Everyone is desperately searching for comfort and acceptance, and will go to virtually any length to get it; whether realized or not. The process of discovery is different for each individual. Through it all, an understanding that you’ll never FULLY understand the happenings of this world is gained.

Catch Vimel and the rest of the incredible CRUMBS ensemble before Crumbs from the Table of Joy closes on March 2, 2014. Click here to buy tickets now or call 858-598-7620

A Performance that Belies her Age

by moxielicious

Jada Temple as Ernestine Crump in CRUMBS. Photo by Daren Scott

Jada Temple as Ernestine Crump in CRUMBS. Photo by Daren Scott

To cast a teenager or not to cast a teenager? If you produce theatre, direct or run a casting department, you probably know the implications of that question. When a script calls for a teenage character, you have to weigh the lack of experience against the power of youthful energy that’s hard for a more mature actor to mimic. You can get away with casting an actor in their 20′s but is what you gain going to be worth what you lose? When MOXIE’s Artistic Director and the director of Crumbs from the Table of Joy, Delicia Turner Sonnenberg, began the search for the right young actresses, she considered going in both directions but after a round of auditions at San Diego School of Creative and Performing Arts, she struck gold. Exactly the same age as her on stage character, but with a significantly more experience than your average teenager, Jada Temple seemed to step easily into the shoes of the lead character in MOXIE’s production of Lynn Nottage’s Crumbs from the Table of Joy. As one member of the press said:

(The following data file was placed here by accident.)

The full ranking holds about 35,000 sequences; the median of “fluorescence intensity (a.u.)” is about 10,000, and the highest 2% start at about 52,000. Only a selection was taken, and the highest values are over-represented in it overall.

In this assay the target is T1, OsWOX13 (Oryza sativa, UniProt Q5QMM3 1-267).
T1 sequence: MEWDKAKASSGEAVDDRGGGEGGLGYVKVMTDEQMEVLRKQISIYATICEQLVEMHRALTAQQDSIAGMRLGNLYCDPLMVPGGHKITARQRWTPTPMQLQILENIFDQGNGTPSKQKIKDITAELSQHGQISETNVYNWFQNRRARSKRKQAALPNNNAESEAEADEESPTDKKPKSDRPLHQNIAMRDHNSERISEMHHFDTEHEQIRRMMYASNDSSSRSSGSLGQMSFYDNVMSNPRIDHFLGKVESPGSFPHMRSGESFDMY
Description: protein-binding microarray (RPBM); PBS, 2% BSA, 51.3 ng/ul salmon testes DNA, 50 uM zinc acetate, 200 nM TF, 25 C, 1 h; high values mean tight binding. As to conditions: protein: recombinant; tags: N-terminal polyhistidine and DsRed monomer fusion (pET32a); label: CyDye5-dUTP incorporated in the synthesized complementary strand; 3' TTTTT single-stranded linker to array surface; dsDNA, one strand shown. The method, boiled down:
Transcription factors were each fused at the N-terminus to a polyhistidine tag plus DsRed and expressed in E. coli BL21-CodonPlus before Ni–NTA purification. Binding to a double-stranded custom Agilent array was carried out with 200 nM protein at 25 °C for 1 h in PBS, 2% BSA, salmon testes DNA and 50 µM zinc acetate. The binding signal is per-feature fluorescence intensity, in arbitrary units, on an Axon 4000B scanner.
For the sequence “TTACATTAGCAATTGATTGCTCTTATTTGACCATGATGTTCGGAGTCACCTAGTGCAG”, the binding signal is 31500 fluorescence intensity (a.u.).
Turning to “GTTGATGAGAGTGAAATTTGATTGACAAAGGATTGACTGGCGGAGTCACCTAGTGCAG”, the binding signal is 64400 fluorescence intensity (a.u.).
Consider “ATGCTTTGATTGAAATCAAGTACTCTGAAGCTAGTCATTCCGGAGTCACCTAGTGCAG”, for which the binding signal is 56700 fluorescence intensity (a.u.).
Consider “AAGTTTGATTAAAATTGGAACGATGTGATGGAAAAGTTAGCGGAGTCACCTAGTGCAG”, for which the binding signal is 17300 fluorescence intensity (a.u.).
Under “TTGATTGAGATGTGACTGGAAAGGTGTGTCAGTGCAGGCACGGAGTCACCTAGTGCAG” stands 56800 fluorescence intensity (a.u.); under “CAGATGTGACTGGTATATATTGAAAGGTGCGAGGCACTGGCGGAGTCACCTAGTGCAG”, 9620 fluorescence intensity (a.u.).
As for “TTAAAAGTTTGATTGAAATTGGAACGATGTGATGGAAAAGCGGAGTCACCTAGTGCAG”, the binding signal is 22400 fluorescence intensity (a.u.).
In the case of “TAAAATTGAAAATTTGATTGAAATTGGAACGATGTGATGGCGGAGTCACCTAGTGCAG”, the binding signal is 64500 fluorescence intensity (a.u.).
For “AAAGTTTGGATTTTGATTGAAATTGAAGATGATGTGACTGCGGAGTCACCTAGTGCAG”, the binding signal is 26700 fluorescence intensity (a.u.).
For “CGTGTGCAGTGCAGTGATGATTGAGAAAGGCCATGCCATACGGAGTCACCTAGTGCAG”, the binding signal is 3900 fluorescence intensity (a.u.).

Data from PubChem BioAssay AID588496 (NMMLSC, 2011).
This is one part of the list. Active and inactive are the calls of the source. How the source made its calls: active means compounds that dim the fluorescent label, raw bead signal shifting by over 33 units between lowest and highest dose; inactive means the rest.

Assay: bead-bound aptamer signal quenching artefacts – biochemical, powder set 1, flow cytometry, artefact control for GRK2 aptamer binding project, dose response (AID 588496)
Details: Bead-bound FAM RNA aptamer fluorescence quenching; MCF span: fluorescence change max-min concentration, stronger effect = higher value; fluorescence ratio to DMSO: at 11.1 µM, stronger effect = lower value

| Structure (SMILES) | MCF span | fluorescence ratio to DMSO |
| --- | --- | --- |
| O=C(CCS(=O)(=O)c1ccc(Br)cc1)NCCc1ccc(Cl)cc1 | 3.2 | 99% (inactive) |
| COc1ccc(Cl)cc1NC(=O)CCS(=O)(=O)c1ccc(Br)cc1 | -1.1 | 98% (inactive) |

“But the true light in this show comes from Jada Temple. She carries the show and her Ernestine, with everything that is thrown at her, always manages to be hopeful and true. Temple is fantastic…In her show bio, she writes that she’s moving to New York in the fall. I have no doubt that good things are in her future.” -Lance Carter, http://www.dailyactor.com

Temple took time between performances to answer a few questions.